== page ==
I flipped the whole thing over, and started folding up and taping the sides (applying more water to keep the tape sticky and smoothing out any bubbles.)


With the bottom portion of the box completed, I measured the outside of the completed box and added about 1/8 of an inch to allow the lid to close easily. I chose 5″ at the height of the lid, and built another box like the first, using those dimensions.

I’m a big fan of a simple kraft colored box, but since this was a gift, I wanted to add a little pizazz. I printed a design on card stock, and cut it down to fit each side of the box lid. I used spray mount to adhere it to the box.

Then added a little ribbon, a card…
< a href=””>IMG_0993_buildabox
and a divider inside to kept the glasses from clanking.

I’m super happy with the way this box turned out– a perfect fit for gifting and storing the glasses.

I hope you can build off the simple instruction sheet to create the perfect home for your treasures, and of course some treasures for your home.

DIY: Marble Paper with Oil Paints

Whenever Rachel and I get together there is always a lot of making. We hang out, paint, draw, and then we party (ie: DIY TIMES). In anticipation for this visit, we made lists of possible crafts, and “Paper Marbling” appeared on both lists. Done!

We’d seem several methods, but we had almost all the supplies to marble with oil paints so we decided to try that out first. It was a long, fun day; full of “oooooh” and “aaaaahhh,” sunshine, and turpentine fumes. We wanted to share our method and tips with you, so that you can make your own marble marvel.


Basic Supplies

  • Oil Paint Colors – cheap oil paints should work just fine, we used the M. Graham paints we had on hand.
  • Turpentine – Easily found at a hardware store.
  • Big plastic bin to float the paint in
  • Small containers to mix paint colors and turpentine
  • Cardstock (We loved the colored card stock best!)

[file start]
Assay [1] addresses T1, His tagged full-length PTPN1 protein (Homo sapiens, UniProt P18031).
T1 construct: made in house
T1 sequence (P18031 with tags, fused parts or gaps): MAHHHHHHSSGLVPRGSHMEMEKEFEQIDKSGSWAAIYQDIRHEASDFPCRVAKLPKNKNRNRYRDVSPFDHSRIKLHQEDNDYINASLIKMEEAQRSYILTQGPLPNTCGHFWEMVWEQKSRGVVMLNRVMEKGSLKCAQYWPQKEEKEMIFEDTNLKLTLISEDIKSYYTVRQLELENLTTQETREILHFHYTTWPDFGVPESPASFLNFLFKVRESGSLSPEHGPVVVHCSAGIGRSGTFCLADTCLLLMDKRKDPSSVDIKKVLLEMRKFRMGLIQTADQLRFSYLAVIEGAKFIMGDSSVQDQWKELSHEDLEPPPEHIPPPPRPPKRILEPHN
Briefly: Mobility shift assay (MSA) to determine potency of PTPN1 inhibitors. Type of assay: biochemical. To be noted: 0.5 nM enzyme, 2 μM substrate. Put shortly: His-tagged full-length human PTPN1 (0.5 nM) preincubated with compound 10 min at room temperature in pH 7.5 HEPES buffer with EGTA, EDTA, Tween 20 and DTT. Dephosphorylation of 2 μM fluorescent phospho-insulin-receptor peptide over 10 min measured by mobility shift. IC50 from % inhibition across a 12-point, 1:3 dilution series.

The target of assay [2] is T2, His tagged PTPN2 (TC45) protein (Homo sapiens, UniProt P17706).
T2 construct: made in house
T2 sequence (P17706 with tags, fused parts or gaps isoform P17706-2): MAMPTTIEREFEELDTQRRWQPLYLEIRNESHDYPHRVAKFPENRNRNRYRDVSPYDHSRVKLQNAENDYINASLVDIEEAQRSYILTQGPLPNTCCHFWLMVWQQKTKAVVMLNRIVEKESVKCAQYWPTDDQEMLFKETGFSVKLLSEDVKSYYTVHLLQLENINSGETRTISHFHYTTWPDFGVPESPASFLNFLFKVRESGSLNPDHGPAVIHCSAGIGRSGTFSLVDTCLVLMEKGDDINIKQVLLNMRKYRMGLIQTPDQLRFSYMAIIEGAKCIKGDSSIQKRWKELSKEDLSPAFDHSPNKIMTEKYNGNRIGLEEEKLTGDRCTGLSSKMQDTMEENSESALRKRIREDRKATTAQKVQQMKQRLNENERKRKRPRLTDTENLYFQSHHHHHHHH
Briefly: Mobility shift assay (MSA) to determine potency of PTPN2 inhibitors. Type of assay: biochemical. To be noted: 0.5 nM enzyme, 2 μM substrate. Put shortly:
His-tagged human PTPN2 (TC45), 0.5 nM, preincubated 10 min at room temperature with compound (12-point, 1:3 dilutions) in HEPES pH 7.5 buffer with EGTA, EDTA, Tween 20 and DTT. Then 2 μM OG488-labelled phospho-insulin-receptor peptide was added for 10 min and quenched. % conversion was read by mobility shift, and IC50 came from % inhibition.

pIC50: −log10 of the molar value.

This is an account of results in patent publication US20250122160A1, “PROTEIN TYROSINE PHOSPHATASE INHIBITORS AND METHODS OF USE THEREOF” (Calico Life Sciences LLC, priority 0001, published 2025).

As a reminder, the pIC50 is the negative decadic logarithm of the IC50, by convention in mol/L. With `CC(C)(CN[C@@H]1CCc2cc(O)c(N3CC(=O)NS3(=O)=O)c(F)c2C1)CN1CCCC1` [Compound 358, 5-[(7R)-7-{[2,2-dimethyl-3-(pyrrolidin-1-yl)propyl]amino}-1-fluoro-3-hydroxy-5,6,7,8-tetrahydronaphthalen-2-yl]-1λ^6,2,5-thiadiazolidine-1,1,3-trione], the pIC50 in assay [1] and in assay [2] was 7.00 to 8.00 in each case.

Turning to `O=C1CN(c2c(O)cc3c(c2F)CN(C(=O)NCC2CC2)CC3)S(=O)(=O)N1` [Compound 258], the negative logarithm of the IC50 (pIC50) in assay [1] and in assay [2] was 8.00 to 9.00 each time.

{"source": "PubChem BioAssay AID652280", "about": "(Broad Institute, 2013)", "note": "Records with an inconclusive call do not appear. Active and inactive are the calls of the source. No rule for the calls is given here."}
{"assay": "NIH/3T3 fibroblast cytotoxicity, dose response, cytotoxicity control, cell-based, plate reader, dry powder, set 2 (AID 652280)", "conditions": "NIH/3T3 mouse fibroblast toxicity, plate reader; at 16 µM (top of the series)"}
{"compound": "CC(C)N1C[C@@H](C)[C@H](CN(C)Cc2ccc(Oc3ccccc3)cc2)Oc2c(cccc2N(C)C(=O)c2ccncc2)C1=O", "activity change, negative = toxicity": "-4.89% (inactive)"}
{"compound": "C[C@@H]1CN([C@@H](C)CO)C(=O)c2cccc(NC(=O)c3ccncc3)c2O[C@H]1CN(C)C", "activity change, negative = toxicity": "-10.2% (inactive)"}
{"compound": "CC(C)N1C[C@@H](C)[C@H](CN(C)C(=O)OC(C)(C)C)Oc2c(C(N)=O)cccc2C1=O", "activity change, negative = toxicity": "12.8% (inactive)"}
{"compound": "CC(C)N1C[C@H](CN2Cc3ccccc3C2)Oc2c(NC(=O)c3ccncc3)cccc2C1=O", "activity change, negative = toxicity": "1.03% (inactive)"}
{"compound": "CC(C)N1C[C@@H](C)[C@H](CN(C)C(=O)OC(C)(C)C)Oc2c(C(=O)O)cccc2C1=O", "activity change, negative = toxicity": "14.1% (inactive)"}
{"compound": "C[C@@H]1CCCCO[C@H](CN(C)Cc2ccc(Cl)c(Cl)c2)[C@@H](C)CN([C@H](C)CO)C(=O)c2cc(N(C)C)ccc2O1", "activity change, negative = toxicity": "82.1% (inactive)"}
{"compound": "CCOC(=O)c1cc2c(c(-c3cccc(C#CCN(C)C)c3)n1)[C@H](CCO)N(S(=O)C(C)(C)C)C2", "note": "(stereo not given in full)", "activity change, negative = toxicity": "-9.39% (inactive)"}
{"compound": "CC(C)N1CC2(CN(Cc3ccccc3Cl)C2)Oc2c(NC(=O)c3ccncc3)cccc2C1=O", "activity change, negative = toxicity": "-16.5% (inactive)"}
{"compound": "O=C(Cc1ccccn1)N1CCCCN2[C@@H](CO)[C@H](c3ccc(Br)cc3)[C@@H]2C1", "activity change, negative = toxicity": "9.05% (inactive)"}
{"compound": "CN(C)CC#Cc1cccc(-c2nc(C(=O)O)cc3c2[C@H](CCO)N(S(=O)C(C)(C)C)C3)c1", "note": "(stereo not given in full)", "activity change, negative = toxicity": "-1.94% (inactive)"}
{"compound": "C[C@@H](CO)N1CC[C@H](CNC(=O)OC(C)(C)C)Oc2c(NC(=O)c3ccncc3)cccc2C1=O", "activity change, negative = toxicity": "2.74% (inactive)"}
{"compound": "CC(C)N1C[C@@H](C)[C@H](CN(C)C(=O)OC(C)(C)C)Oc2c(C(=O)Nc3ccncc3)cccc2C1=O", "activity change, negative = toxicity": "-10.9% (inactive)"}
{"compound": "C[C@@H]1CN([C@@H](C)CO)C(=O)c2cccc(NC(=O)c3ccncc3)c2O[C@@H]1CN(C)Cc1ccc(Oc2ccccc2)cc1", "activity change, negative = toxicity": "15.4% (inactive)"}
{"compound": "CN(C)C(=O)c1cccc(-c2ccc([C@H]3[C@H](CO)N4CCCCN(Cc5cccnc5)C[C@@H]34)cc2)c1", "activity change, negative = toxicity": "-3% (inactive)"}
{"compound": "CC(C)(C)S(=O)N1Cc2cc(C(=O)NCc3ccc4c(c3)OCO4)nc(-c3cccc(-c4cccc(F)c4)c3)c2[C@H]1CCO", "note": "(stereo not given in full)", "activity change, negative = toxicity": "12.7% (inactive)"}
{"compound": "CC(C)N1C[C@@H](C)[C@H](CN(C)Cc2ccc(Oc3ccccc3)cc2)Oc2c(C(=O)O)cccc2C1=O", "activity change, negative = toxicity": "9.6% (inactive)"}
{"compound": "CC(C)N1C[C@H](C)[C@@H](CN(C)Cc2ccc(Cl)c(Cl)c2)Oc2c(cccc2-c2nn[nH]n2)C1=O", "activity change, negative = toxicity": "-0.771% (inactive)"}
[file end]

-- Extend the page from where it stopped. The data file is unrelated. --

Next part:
• Disposable bamboo skewers or spoons for stirring
  • Nitrile Gloves


Step 1: Prep

Before we got started we made a comb by taping toothpicks into a small strip of card stock. The comb was handy for pulling through the colors, and encouraging more “swirly bits.”

We set up our marbling table outside, which I recommend highly. You want to use a table or cover that it’s okay to get paint on. This is a messy craft, to be sure. We set out a tarp for drying our finished papers, put on our gloves and starting mixing things up.

We filled two plastic bins with about an inch or water and set them aside. Then we put out several colors of oil paints in our mixing containers.

It was a little trick to get the right mix of turpentine and paint, initially. We discovered that the ideal texture was somewhere around the thickness of whole milk.

marbledpaper_IMG_0740We added turpentine to the paint containers in small pours, and mixed it thoroughly with a bamboo skewer. If we needed to add more turpentine we did it as soon as we had the paint mixed to a consistent texture.


Step 2: Pouring the Paint

Then we just poured the paints on top of the water! Simple. Sometimes we did little drops, sometimes we just chunked it all in.